Staff retention is a challenge in the care sector and high staff turnover is also a strong indicator that a service is struggling. It takes time and money to recruit and train staff; that’s usually something that a service operating under-staffed cannot afford.
Employers can seek to mitigate the costs of training by using “claw-back” clauses in their contracts of employment, provided that these are properly drafted. These clauses can also operate as a method of encouraging staff retention as expectations are set that the relationship should last for a minimum period of time. Additionally, if non-mandatory training is offered, it creates a feeling that staff are valued and that their personal and professional development is important to their employer.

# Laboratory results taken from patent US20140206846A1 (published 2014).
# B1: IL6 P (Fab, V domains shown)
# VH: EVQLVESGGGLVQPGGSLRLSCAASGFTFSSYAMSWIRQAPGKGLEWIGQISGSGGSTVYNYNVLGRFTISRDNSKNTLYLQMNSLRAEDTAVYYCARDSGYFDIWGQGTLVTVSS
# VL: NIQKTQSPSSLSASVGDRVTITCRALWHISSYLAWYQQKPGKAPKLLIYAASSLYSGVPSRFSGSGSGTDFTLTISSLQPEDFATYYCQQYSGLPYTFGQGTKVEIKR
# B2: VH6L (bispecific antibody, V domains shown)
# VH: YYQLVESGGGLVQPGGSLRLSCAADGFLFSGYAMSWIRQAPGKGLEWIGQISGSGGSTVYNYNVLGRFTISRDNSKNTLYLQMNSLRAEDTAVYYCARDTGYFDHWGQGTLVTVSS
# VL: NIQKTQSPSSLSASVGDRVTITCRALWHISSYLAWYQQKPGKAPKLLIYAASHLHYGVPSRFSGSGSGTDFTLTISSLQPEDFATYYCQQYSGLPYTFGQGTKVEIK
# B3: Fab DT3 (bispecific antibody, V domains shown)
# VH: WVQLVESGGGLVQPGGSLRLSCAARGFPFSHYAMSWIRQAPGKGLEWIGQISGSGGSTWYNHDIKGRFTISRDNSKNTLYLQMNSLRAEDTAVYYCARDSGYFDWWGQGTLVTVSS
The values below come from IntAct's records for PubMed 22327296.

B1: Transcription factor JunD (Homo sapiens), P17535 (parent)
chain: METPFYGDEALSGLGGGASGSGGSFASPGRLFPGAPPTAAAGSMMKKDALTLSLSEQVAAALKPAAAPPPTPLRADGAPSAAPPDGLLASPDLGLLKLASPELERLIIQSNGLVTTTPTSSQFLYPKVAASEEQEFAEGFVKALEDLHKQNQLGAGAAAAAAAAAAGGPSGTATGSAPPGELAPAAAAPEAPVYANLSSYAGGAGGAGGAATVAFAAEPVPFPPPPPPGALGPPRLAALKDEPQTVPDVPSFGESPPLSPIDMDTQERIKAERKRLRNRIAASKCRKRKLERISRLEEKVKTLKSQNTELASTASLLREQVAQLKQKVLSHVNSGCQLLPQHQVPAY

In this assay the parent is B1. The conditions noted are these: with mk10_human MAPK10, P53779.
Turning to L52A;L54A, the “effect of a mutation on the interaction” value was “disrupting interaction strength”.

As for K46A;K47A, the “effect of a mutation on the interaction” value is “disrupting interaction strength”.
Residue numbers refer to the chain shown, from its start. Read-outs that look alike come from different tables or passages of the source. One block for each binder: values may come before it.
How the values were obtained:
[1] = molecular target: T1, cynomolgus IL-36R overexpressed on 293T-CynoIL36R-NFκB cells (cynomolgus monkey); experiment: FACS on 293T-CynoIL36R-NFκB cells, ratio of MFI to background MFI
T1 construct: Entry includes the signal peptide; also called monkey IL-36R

Some employers offer monthly bonuses for good attendance. Having reliable staff attendance doesn’t just relieve logistical headaches for employers, it also fosters good quality work through continuity of care.
Employers, particularly in the domiciliary care sector, need to strike a balance between certainty of working hours for staff and ensuring that they are not over-staffed when client needs can be unpredictable. Contracts that offer a minimum number of weekly hours with the possible option of substantial extra hours subject to staff availability and client demand, could enable someone needing to work a certain number of hours or generate a certain income level, to have the certainty they need.
What is clear is that things cannot remain as they are because of the costs to the industry and the detrimental effect it’s having on the quality of care.
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The figures show that social care providers are struggling to retain their staff, with the industry having a staff turnover rate of 27% - nearly twice the average for other professions in the UK.